Wednesday, December 10, 2008

sketch night Society of Illustrators

walnut ink on toned paper 9x12

Every Tuesday and Thursday here in New York at the Society of Illustrators there are two models and a three piece live band.  It gets crowded and, since there is bar (it's in the dining room of the Society), it has a speakeasy quality without the smoke.  $15 and anyone can come.  Many good artists are there doing anything but your standard academic nude drawing.

This piece was done with a fountain pen loaded with Walnut ink made from the shells of walnuts, an old type of ink.  It's water soluble, so, when I go over it with a water filled brush, I can get a wash.

I should mention that I drew this from a chair placed on a table so the artists are actually below me while the model is on the same level.  This explain, in part, the perspective.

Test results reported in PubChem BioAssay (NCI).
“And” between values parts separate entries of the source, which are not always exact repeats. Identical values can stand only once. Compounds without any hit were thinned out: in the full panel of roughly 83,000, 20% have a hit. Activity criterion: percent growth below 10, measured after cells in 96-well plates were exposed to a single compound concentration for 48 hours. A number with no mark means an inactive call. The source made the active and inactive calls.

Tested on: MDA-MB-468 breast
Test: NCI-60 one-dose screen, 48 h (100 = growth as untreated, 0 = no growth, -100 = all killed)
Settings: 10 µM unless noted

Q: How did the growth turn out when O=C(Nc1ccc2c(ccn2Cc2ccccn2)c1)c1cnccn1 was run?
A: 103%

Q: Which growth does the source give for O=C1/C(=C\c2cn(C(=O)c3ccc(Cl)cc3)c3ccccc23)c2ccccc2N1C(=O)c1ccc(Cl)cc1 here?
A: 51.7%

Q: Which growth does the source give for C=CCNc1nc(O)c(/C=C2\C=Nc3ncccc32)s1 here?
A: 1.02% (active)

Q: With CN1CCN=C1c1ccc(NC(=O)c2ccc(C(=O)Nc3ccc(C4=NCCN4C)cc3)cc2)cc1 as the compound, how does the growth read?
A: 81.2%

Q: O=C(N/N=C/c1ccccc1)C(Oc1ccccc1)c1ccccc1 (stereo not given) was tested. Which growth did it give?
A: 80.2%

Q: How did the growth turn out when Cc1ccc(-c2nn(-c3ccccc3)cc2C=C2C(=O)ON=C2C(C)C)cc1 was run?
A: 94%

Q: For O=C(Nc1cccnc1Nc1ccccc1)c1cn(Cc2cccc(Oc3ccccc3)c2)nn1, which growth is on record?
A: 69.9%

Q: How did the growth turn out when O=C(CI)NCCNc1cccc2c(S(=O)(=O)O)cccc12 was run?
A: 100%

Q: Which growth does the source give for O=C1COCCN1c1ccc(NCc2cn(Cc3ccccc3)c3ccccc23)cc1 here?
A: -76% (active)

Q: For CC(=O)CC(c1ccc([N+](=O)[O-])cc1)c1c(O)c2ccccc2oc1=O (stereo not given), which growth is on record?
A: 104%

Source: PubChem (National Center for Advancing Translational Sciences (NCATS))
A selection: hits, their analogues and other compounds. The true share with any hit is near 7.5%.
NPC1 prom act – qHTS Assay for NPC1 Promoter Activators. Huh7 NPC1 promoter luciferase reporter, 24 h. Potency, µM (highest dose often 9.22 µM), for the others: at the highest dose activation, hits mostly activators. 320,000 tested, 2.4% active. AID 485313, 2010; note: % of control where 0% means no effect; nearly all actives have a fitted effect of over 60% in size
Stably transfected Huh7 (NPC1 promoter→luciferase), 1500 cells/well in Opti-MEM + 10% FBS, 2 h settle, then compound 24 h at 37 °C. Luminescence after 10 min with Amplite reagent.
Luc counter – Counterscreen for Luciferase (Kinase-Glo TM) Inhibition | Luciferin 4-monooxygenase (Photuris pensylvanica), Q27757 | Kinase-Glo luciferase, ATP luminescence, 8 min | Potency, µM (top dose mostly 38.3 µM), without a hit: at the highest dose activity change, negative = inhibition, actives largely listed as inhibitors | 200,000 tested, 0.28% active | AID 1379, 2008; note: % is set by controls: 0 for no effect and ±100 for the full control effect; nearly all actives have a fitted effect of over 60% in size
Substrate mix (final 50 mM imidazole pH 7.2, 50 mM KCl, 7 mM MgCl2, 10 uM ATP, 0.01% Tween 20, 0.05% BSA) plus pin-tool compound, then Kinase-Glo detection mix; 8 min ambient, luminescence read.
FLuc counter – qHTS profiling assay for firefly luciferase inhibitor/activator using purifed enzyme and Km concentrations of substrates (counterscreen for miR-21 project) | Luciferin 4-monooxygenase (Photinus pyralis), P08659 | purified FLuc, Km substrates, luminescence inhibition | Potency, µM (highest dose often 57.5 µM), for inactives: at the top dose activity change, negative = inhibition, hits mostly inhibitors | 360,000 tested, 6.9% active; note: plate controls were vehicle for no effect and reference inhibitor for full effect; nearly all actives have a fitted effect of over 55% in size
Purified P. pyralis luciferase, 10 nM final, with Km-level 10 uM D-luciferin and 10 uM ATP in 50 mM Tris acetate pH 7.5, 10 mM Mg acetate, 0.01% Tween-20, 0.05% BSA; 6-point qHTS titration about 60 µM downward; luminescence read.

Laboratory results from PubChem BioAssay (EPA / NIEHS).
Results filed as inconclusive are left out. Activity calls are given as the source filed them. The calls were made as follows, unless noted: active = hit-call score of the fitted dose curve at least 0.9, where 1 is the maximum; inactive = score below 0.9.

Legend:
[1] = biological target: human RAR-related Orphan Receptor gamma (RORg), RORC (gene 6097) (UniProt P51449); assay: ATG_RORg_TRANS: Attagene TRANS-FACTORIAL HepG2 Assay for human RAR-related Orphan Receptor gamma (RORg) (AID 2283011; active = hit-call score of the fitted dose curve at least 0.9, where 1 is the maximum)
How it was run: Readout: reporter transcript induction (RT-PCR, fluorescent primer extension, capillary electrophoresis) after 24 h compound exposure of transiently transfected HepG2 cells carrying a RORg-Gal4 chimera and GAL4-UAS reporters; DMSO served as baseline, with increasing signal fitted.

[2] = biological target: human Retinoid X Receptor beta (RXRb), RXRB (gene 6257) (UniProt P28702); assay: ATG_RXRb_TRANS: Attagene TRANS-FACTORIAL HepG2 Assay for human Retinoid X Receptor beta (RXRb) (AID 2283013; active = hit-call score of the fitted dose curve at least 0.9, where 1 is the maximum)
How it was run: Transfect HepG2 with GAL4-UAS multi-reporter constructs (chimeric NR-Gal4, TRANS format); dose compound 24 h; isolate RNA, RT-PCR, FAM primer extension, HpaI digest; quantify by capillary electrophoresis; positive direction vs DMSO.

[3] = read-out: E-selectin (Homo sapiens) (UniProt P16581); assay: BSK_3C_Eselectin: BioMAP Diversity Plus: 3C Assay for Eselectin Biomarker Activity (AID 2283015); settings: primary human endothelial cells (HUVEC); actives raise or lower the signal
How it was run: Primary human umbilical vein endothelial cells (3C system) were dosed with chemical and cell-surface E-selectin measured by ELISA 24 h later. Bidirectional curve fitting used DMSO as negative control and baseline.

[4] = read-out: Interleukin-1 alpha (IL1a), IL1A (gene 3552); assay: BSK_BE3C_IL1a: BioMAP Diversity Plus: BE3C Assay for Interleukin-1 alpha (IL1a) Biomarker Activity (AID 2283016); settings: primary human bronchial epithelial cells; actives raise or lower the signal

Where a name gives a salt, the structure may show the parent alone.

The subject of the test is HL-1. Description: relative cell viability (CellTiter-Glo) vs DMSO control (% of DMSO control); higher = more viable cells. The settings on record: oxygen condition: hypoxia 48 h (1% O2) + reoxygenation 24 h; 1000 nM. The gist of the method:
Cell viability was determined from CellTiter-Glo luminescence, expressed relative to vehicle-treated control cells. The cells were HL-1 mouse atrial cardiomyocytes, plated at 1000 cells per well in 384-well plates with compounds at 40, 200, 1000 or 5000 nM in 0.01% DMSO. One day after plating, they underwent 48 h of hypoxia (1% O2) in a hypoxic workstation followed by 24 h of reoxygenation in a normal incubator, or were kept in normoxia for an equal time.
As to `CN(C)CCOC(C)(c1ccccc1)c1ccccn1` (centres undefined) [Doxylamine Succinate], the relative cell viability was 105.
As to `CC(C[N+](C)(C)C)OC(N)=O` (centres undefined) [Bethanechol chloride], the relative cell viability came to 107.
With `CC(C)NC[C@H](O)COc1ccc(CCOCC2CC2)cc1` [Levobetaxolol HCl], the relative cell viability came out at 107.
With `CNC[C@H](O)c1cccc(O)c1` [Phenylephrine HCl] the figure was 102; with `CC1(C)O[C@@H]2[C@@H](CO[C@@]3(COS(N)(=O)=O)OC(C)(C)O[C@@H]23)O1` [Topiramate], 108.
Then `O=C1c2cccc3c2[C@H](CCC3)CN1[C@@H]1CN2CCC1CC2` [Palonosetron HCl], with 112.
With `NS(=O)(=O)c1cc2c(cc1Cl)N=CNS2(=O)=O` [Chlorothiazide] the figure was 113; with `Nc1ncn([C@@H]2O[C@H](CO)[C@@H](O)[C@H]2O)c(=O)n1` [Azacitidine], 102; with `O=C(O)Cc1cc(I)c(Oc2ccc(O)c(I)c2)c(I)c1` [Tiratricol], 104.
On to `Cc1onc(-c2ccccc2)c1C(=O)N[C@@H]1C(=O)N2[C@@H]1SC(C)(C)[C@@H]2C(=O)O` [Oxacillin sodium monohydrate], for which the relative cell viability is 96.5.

Wednesday, December 3, 2008

Katsushika Hokusai

"From the time I was six, I was in the habit of sketching things I saw around me, and around the age of fifty, I began to work in earnest, producing numerous designs.  It was not until after my seventieth year, however, that I produced anything of significance.  At the age of seventy-three, I began to grasp the underlying structure of bird and animals, insects and fish, and the way trees and plants grow.  Thus, if I keep up my efforts, I will have an even better understanding when I am eighty, and by ninety will have penetrated to the heart of things.  At one hundred, I may reach a level of divine understanding, and if I live a decade beyond that, everything I paint --every dot and line -- will be alive.  I ask the god of longevity to grant me a life long enough to prove this true."
postscript to One Hundred Views of Mount Fuji (translated by Carol Morland)

Hokusai got it right, about the point of making art.  It's not about exhibiting.  It's not about making money.  It's not about someone else seeing it.  It's about the challenge Hokusai set for himself.  I discuss this more in my other blog.  By the way, Hokusai lived to 90 years of age.